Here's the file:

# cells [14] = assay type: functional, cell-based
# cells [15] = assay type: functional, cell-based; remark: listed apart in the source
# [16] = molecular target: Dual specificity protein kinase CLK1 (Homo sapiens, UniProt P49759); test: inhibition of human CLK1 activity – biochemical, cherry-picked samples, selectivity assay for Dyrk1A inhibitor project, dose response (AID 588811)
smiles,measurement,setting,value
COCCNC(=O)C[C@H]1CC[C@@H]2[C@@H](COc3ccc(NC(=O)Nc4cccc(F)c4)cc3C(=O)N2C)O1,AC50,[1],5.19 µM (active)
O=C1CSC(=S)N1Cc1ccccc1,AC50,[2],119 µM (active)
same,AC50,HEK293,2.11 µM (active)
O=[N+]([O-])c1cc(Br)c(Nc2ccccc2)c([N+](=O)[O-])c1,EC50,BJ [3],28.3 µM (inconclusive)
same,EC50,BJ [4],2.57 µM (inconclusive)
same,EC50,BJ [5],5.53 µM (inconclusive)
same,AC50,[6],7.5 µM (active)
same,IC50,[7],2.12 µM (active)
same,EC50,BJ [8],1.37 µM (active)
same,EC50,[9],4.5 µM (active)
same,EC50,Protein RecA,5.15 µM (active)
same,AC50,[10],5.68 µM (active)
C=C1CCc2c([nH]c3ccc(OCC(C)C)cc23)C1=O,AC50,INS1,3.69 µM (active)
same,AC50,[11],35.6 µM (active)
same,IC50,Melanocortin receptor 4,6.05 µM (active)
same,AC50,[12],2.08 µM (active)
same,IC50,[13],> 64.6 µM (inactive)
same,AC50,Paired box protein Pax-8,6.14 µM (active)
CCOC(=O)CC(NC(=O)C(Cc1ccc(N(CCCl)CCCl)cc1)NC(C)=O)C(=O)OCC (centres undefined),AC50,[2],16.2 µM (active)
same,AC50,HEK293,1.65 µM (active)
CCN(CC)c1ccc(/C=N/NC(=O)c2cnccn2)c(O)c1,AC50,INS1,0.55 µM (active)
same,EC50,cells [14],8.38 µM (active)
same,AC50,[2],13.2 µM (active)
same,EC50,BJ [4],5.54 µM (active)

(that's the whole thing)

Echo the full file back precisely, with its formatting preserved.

# cells [14] = assay type: functional, cell-based
# cells [15] = assay type: functional, cell-based; remark: listed apart in the source
# [16] = molecular target: Dual specificity protein kinase CLK1 (Homo sapiens, UniProt P49759); test: inhibition of human CLK1 activity – biochemical, cherry-picked samples, selectivity assay for Dyrk1A inhibitor project, dose response (AID 588811)
smiles,measurement,setting,value
COCCNC(=O)C[C@H]1CC[C@@H]2[C@@H](COc3ccc(NC(=O)Nc4cccc(F)c4)cc3C(=O)N2C)O1,AC50,[1],5.19 µM (active)
O=C1CSC(=S)N1Cc1ccccc1,AC50,[2],119 µM (active)
same,AC50,HEK293,2.11 µM (active)
O=[N+]([O-])c1cc(Br)c(Nc2ccccc2)c([N+](=O)[O-])c1,EC50,BJ [3],28.3 µM (inconclusive)
same,EC50,BJ [4],2.57 µM (inconclusive)
same,EC50,BJ [5],5.53 µM (inconclusive)
same,AC50,[6],7.5 µM (active)
same,IC50,[7],2.12 µM (active)
same,EC50,BJ [8],1.37 µM (active)
same,EC50,[9],4.5 µM (active)
same,EC50,Protein RecA,5.15 µM (active)
same,AC50,[10],5.68 µM (active)
C=C1CCc2c([nH]c3ccc(OCC(C)C)cc23)C1=O,AC50,INS1,3.69 µM (active)
same,AC50,[11],35.6 µM (active)
same,IC50,Melanocortin receptor 4,6.05 µM (active)
same,AC50,[12],2.08 µM (active)
same,IC50,[13],> 64.6 µM (inactive)
same,AC50,Paired box protein Pax-8,6.14 µM (active)
CCOC(=O)CC(NC(=O)C(Cc1ccc(N(CCCl)CCCl)cc1)NC(C)=O)C(=O)OCC (centres undefined),AC50,[2],16.2 µM (active)
same,AC50,HEK293,1.65 µM (active)
CCN(CC)c1ccc(/C=N/NC(=O)c2cnccn2)c(O)c1,AC50,INS1,0.55 µM (active)
same,EC50,cells [14],8.38 µM (active)
same,AC50,[2],13.2 µM (active)
same,EC50,BJ [4],5.54 µM (active)